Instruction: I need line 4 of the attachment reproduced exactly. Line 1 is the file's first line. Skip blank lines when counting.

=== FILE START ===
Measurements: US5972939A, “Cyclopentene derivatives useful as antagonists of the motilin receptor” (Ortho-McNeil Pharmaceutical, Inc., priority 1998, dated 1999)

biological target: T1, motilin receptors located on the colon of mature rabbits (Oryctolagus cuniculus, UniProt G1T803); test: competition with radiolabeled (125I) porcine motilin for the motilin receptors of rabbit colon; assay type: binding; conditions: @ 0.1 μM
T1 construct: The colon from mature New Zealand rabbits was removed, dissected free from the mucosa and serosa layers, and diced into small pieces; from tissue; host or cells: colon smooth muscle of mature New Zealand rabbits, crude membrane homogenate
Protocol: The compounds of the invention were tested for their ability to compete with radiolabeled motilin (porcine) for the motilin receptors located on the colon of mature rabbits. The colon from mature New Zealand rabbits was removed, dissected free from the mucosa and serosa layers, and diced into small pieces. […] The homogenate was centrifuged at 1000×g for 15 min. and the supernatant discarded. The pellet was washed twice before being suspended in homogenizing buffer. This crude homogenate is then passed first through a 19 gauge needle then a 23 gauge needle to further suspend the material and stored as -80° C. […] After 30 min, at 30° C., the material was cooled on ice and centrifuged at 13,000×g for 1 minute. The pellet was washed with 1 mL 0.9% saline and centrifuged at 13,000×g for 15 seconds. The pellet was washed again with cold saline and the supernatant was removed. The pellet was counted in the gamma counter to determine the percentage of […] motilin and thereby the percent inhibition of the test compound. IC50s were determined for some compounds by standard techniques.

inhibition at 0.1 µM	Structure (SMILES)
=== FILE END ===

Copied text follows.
Protocol: The compounds of the invention were tested for their ability to compete with radiolabeled motilin (porcine) for the motilin receptors located on the colon of mature rabbits. The colon from mature New Zealand rabbits was removed, dissected free from the mucosa and serosa layers, and diced into small pieces. […] The homogenate was centrifuged at 1000×g for 15 min. and the supernatant discarded. The pellet was washed twice before being suspended in homogenizing buffer. This crude homogenate is then passed first through a 19 gauge needle then a 23 gauge needle to further suspend the material and stored as -80° C. […] After 30 min, at 30° C., the material was cooled on ice and centrifuged at 13,000×g for 1 minute. The pellet was washed with 1 mL 0.9% saline and centrifuged at 13,000×g for 15 seconds. The pellet was washed again with cold saline and the supernatant was removed. The pellet was counted in the gamma counter to determine the percentage of […] motilin and thereby the percent inhibition of the test compound. IC50s were determined for some compounds by standard techniques.